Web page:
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Just how bad is ARod's contract going forward?


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#1 In my lifetime

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Posted 12 February 2012 - 11:27 AM

With the new CBA in place, the 10 year contract given to ARod is looking much worse than it did a year ago.
10 year contract for 275M signed in Dec. 2007 for the 2008 season. An AAV of 27.5, including the following breakdown from here on:
2012 at age 36 29M + 1M signing bonus
2013 at 37 28M + 1M signing bonus
2014 at 38 25M + 3M signing bonus
2015 at 39 21M
2016 at 40 20M
2017 at 41 20M


On top of that ARod is reported to get 6M bonus for tying the HR marks of Mays(660), Ruth(714), Aarons(755), Bonds(762). He is at 629 now. So it is likely that in

2013 (possibly 2012 if he has a good year) Add 6M
2015 or 16 add another 6M
And if he manages to average 22.17 home runs per year over the next 6 years
2017 add another 12M


Factor in that it is much more difficult and much less likely that PEDs will be used to avoid the inevitable breakdowns of a 36-41 year player and you have the makings of a crippling contract, even for the Yankees.


His AAV with bonuses is 27.5
Add at least 12M of HR bonuses and that figure will be 29.5. Although it will not be evenly applied over the next 6 years. I believe that type of bonus is put in the year it is earned.

Starting in 2013, when the revenue rebate of the new CBA starts to phase in 25% per year, the cost of being over the CBT(tax) threshold becomes very large. Not only will it be 50% luxury tax for the Yankees if they never get under the cap but they also lose approximately 5M - 25M in their rebate (depending on the year and actual rebate).

So in effect the Yankees do not have 189M in a luxury threshold startinig in 2014, instead they have ARod + 151.5M in some years and 146.5M in others. This makes the possibility of the Yankees staying under the cap and remaining one of the elite teams very difficult.

If we assume the Yankees will just blow through the CBT threshold, and we lay this entirely ot the feet of ARod (of course, not really fair - there are other bad contracts that got them to this point, although ARod's is clearly the worst) then the actual cost of ARod is (all approximates):

2012: 30M + tax of 11.55 (42% of 27.5 AAV #) = 41.55
2013: 29M + 6M HR Mays bonus + tax of 16.75 (50% of 33.5) + 5M (loss of rebate 25%) = 56.75
2014: 25M + tax of 13.75 (50% of 27.5) + 10M (loss of rebate 50%) = 48.75
2015: 21M + tax of 13.75 (50% of 27.5) + 15M (loss of rebate 75%) = 49.75
2016: 20M + 6M HR Ruth bonus + tax of 16.75 (50% of 33.5) + 20M (loss of rebate 100%) = 62.75
2017(assuming CBA does not change and he does not hit >754 HRs): 20M + tax of 13.75 (50% of 27.5) + 20M (loss of rebate 100%) = 53.75
2017 (if he hits 762+ HR with same CBA terms): 20M + 12M HR Aaron/Bonds bonus + tax of 19.75 (50% of 39.5) + 20M (loss of rebate 100%) = 71.75


Even to the Yankees, that is an awful lot of change that can be assigned to a player at ages 36 - 42.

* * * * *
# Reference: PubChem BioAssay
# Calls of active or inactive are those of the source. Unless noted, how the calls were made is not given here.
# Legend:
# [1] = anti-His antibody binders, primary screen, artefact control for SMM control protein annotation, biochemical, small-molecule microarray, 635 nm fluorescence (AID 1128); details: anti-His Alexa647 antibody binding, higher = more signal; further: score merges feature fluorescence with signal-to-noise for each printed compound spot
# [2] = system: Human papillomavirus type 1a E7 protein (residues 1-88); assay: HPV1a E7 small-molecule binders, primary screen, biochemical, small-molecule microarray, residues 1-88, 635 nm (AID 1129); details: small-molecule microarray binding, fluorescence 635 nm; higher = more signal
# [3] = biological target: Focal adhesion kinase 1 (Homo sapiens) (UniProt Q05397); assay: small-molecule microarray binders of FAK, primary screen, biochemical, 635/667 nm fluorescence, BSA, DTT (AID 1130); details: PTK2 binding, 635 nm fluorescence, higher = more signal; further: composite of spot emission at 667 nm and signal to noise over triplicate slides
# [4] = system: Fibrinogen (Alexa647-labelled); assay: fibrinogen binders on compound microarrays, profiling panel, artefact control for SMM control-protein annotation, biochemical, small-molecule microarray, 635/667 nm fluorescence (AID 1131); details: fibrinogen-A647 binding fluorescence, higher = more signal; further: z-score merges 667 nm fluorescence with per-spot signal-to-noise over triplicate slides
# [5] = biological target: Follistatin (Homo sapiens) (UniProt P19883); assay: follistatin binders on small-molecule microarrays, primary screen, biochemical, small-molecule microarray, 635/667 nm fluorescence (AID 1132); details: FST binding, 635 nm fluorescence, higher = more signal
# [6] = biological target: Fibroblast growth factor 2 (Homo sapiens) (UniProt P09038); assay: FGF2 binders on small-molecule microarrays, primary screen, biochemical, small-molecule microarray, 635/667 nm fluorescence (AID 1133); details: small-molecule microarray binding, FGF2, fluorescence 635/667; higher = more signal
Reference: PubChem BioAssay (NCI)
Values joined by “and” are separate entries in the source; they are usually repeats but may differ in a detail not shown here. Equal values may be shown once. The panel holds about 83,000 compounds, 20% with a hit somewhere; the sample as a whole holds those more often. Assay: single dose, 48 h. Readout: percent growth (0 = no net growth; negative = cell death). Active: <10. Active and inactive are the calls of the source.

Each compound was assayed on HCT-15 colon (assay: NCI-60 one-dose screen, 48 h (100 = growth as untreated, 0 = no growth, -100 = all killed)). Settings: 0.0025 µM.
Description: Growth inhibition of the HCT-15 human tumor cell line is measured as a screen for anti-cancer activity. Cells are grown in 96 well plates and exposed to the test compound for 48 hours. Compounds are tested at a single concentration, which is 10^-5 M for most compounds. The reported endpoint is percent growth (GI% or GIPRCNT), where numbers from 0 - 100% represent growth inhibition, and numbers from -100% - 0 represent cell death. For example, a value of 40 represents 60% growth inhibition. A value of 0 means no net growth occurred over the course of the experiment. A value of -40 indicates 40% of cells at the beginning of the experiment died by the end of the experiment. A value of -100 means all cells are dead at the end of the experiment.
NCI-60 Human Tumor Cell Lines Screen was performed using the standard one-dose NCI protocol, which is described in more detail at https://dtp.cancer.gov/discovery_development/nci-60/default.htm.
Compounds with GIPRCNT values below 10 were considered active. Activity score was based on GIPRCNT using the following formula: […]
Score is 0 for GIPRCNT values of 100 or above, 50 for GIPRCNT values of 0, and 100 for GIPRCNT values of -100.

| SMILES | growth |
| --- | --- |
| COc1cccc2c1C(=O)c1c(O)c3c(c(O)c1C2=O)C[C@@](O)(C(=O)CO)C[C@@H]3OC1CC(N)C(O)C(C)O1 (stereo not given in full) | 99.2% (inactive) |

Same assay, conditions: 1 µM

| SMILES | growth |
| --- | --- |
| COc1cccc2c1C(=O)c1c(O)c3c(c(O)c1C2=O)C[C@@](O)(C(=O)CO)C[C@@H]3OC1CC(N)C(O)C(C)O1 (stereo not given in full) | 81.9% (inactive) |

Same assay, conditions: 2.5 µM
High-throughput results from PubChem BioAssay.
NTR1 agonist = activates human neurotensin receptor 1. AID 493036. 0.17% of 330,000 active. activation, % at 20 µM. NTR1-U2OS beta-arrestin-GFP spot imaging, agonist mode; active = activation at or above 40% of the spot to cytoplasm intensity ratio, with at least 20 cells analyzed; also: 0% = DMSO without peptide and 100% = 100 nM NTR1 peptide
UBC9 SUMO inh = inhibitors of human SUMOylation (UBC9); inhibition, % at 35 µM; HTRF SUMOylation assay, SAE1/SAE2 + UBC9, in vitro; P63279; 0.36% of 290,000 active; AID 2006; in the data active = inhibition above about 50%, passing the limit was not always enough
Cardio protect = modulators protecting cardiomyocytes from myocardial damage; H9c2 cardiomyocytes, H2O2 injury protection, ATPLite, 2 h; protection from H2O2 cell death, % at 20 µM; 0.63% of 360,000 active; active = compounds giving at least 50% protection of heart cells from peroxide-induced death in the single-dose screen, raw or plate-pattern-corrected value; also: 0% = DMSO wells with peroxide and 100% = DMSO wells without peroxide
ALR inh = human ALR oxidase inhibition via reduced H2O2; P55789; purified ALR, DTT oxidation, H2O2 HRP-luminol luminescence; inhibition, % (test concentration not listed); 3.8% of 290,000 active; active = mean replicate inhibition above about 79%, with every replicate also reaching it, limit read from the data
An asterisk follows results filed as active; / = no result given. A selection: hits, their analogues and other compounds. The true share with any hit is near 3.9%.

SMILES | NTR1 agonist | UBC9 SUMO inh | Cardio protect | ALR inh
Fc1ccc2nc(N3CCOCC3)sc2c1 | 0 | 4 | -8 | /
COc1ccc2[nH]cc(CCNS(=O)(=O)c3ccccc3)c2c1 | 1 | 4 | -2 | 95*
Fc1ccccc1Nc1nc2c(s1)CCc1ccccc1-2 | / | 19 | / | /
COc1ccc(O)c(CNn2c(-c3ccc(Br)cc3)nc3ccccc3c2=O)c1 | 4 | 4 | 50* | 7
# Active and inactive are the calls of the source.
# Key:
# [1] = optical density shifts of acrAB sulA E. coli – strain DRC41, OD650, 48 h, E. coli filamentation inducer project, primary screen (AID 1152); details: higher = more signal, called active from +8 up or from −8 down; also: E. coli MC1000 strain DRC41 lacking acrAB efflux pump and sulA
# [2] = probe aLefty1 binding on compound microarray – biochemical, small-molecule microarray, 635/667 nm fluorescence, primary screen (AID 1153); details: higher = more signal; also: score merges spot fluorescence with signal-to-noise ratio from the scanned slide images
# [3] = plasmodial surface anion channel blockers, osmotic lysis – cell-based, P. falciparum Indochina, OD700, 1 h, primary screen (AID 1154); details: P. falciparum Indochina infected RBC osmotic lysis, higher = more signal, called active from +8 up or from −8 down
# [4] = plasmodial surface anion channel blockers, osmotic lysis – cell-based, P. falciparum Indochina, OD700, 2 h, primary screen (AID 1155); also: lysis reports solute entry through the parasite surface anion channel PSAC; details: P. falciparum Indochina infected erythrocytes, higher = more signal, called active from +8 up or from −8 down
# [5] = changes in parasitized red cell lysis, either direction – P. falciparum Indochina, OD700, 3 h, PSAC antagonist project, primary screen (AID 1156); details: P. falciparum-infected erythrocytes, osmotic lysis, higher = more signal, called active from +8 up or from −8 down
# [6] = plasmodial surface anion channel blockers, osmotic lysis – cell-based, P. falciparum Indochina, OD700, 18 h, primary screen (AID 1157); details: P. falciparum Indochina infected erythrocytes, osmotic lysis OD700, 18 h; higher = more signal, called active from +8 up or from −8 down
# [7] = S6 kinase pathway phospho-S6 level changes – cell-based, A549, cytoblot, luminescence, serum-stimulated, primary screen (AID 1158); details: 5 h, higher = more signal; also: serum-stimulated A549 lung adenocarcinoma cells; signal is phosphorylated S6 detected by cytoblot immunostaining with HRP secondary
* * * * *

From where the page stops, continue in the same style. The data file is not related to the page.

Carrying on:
I realize it is not fair to assign all of the rebate loss to ARod, and the amount listed there is just a rough guess. However, the point is that these very high long term deals handicap teams that are close to the CBT Threshold. We have seen both the Red Sox and Yankees avoid long term expensive contracts this year. The Angels will go on to regret the contract they awarded Pujols in the same way. These long-term, very rich deals will definitely decrease in annual salary as teams deal with the new CBA. It is just the penalties for an expensive long term contract to a player that ends up underperforming (and it is almost impossible to perform to a 27.5M level) is terribly expensive to clubs.

But for 6 years of an aging ARod to cost over 300 Million dollars is astounding. In the end, the Yankees will certainly try to pin $30 Million to his back and pray that someone will take him off their hands in 2016 and 2017. If this makes it possible to get them under CBT, it would save them 80 million (however the money they pay as part of any deal will still count toward their total team salary). The possibility of a deal will be good, since the cost will be much lower to the receiving team who will certainly not be close to the luxury tax. However, ARod's no trade clause will also force the Yankees to pay ARod some money to agree to be traded.

Edited by In my lifetime, 14 October 2012 - 07:35 PM.


#2 sfip


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Posted 12 February 2012 - 11:35 AM

As much of a mistake as it was to re-sign Lowell after the '07 season, now the people who were saying at the time to sign A-Rod can imagine 1) what it would have taken to convince him to come here and 2) how much it would have handcuffed the Red Sox going forward.

#3 jon abbey


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Posted 12 February 2012 - 12:03 PM

Two amazing things came out of this deal for NY:

1) The 2009 title, no way in hell they win without his heroics.
2) The removal of Hank Steinbrenner from the ability to make major decisions.

We have seen both the Red Sox and Yankees avoid long term expensive contracts this year. The Cardinals will go on to regret the contract they awarded Pujols in the same way.


You mean the Angels with Pujols, and NY avoided long term expensive contracts this offseason because there was no one they really wanted at those prices. We've seen in recent years that massive and lengthy FA deals are rarely good overall moves, and that's the main reason I think NY avoided going after any of the big names this offseason.

#4 Tyrone Biggums


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Posted 12 February 2012 - 12:07 PM

Two amazing things came out of this deal for NY:

1) The 2009 title, no way in hell they win without his heroics.
2) The removal of Hank Steinbrenner from the ability to make major decisions.